In most countries road and highway speed limits set the maximum or minimum speed at which vehicles may legally travel. Speed limits may be variable and in some places speed is unlimited like in Germany on Autobahn sections.
Speed limits are normally indicated on a traffic sign. Speed limits are commonly set by the legislative bodies of nations or provincial governments. The speed limita are enforced by national or regional police or judicial bodies.
In most of the world speed limit signs display the limitation within a red circle. This design follows the style set out by the Vienna Convention on Road Signs and Signals. The exceptions are United States and Canada.
Primarily the United States and the United Kingdom, use speed limits given in miles per hour. However most jurisdictions in the world use the metric speed unit of kilometers per hour for speed limits.
For example, speed limits in the United States are set by each territory or state. Highway speed limits can range from an urban low of 35 mph (56 km/h) to a rural high of 85 mph (137 km/h). Speed limits are typically posted in increments of five miles per hour (mph). Some states have lower limits for trucks and at night, and occasionally there are minimum speed limits. Most speed limits are set by state or local statute, although each state allows various subdivisions (counties and municipalities) to set a different, generally lower, limit.
The highest speed limits in US are generally 70 mph (113 km/h) on the West Coast. 75–80 mph (121–129 km/h) speed limits are posted in inland western states, along with Louisiana. And 70 mph (113 km/h) is posted in eastern states. The highest posted speed limit in the US can be found in one single stretch of rural freeway in Texas. There the speed limit is 85 mph (137 km/h).
View the Speed limits in USA:
National speed limits in the United States by state: Alabama, Alaska, Arizona, Arkansas, California, Colorado, Connecticut, Delaware, Florida, Georgia, Hawaii, Idaho, Illinois, Indiana, Iowa, Kansas, Kentucky, Louisiana, Maine, Maryland, Massachusetts, Michigan, Minnesota, Mississippi, Missouri, Montana, Nebraska, Nevada, New Hampshire, New Jersey, New Mexico, New York, North Carolina, North Dakota, Ohio, Oklahoma, Oregon, Pennsylvania, Rhode Island, South Carolina, South Dakota, Tennessee, Texas, Utah, Vermont, Virginia, Washington, West Virginia, Wisconsin, Wyoming and Washington DC.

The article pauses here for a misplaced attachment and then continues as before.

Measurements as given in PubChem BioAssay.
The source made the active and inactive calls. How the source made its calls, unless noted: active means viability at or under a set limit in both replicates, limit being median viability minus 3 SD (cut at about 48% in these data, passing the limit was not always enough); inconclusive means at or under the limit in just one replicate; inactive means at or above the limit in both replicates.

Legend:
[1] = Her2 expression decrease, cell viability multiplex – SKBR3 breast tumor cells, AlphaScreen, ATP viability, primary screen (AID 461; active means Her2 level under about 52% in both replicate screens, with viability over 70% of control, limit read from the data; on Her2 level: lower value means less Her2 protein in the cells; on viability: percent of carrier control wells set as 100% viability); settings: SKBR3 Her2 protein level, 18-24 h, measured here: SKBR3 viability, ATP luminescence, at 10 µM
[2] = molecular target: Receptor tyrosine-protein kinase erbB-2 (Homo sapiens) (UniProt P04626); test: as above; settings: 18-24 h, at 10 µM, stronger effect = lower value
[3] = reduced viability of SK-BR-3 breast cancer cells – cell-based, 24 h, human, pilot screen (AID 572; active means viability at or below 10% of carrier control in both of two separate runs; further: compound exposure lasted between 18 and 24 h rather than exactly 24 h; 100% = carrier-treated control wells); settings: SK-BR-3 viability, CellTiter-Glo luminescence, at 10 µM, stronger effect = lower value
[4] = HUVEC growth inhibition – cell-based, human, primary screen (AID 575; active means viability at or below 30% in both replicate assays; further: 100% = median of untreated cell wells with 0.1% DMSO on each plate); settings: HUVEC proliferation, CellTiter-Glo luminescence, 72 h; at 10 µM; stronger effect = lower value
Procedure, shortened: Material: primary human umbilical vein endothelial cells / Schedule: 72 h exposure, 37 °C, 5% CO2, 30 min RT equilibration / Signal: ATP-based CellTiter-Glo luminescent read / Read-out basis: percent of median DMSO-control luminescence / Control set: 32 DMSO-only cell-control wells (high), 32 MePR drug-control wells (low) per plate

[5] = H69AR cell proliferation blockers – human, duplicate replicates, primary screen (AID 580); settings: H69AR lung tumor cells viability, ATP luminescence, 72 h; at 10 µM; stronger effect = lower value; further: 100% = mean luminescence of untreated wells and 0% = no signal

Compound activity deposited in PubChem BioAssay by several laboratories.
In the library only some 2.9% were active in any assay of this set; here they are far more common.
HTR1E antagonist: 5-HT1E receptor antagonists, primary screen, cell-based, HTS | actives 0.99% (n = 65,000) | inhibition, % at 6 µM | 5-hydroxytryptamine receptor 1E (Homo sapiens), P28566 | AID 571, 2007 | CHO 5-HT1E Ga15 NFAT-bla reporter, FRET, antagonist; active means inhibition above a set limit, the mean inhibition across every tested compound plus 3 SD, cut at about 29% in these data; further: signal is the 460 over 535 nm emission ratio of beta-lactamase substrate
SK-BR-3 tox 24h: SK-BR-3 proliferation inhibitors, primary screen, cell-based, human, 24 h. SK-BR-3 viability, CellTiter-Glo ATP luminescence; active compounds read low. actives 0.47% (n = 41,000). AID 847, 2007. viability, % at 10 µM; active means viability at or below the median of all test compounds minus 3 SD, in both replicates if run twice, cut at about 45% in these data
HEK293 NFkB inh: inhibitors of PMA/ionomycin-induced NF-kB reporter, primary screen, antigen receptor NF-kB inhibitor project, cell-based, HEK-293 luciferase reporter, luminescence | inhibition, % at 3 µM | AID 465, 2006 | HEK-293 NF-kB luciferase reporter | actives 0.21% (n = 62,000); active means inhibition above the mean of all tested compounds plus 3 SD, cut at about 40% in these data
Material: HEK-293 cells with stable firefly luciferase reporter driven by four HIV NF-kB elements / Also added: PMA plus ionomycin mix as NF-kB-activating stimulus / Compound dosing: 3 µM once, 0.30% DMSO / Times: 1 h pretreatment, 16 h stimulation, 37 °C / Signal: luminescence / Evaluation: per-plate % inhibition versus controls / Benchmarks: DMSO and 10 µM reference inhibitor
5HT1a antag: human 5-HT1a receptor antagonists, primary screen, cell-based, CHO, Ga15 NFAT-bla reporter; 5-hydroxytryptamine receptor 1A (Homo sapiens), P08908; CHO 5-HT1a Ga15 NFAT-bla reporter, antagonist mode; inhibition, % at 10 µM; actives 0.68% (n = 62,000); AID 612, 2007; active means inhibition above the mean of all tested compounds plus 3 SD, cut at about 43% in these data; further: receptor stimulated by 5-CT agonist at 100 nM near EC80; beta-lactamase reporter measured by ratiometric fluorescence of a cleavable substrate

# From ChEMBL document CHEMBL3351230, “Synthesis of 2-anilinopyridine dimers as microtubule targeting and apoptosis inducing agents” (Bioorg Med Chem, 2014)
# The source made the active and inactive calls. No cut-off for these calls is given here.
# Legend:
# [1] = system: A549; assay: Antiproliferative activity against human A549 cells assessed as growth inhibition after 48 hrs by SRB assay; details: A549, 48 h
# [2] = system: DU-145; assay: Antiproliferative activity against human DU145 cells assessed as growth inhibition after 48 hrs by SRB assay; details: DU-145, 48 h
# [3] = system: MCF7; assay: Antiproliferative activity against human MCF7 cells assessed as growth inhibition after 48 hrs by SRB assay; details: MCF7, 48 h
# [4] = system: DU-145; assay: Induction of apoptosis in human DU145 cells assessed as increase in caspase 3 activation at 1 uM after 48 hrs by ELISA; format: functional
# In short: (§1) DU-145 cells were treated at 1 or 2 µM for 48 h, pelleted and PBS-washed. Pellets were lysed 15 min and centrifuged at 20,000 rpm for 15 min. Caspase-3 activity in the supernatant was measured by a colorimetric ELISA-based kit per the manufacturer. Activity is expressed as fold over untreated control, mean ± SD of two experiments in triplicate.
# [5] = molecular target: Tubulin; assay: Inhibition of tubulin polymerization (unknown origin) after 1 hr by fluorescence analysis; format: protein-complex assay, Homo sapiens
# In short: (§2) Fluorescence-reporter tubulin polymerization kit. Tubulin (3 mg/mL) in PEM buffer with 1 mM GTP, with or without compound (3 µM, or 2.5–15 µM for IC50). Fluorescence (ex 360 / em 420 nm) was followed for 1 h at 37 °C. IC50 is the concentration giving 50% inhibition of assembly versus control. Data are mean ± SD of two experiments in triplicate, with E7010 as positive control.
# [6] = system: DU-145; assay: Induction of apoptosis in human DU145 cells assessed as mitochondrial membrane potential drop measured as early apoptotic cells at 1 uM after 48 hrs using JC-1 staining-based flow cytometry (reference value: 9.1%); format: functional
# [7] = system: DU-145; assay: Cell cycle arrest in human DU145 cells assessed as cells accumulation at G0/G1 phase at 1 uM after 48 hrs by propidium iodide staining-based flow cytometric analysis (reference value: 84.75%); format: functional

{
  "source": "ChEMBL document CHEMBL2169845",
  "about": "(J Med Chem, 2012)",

More about speed limits in the world
The first maximum speed limit was the 10 mph (16 km/h) limit was introduced in the United Kingdom in 1861. Most noteworthy, the highest posted speed limit in the world is 99 mph (160 km/h) in the UAE.
But if you want to drive as fast as you can you can go to Germany. Furthermore on Germany’s less congested highway sections automobile drivers have no maximum speed! Likewise rural roads on the Isle of Man and some Indian states also lack speed limits.
Speed limits are usually set to attempt to cap road traffic speed. First of all the main purpose is to improve road traffic safety. Therefore this reduces the number of road traffic casualties.
Consequently speed limits are also set in an attempt to reduce the environmental impact of road traffic like vehicle noise, vibration and emissions.
Since their introduction, speed limits have been opposed by some motoring advocacy groups.
Drivers are required to drive at a safe speed for conditions. So in the United States this requirement is referred to as the basic rule.
Speed limit enforcement
Speed limit enforcement is the action taken by appropriately empowered authorities. Therefore methods used include roadside speed traps set up and operated by the police. Also there are automated roadside speed camera systems. These systems may incorporate the use of automatic number plate recognition.
For example in 2012, in UK, 30% of drivers did not comply with speed limits.